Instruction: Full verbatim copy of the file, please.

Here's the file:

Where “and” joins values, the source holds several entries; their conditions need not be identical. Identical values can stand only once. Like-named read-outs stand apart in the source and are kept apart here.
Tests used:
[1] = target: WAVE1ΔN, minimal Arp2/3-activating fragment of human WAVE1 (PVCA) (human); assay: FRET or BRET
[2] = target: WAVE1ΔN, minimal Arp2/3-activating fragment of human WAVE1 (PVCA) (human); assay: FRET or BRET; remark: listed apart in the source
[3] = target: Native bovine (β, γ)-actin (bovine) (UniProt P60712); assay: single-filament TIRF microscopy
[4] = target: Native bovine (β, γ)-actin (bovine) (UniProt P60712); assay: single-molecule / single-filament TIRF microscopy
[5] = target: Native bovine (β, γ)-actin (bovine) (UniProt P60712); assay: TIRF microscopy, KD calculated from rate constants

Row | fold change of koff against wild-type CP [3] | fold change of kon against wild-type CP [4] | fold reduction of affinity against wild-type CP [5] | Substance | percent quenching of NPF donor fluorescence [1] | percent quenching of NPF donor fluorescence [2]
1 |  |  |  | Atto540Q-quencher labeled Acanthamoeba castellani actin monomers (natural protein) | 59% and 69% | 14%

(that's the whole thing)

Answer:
Where “and” joins values, the source holds several entries; their conditions need not be identical. Identical values can stand only once. Like-named read-outs stand apart in the source and are kept apart here.
Tests used:
[1] = target: WAVE1ΔN, minimal Arp2/3-activating fragment of human WAVE1 (PVCA) (human); assay: FRET or BRET
[2] = target: WAVE1ΔN, minimal Arp2/3-activating fragment of human WAVE1 (PVCA) (human); assay: FRET or BRET; remark: listed apart in the source
[3] = target: Native bovine (β, γ)-actin (bovine) (UniProt P60712); assay: single-filament TIRF microscopy
[4] = target: Native bovine (β, γ)-actin (bovine) (UniProt P60712); assay: single-molecule / single-filament TIRF microscopy
[5] = target: Native bovine (β, γ)-actin (bovine) (UniProt P60712); assay: TIRF microscopy, KD calculated from rate constants

Row | fold change of koff against wild-type CP [3] | fold change of kon against wild-type CP [4] | fold reduction of affinity against wild-type CP [5] | Substance | percent quenching of NPF donor fluorescence [1] | percent quenching of NPF donor fluorescence [2]
1 |  |  |  | Atto540Q-quencher labeled Acanthamoeba castellani actin monomers (natural protein) | 59% and 69% | 14%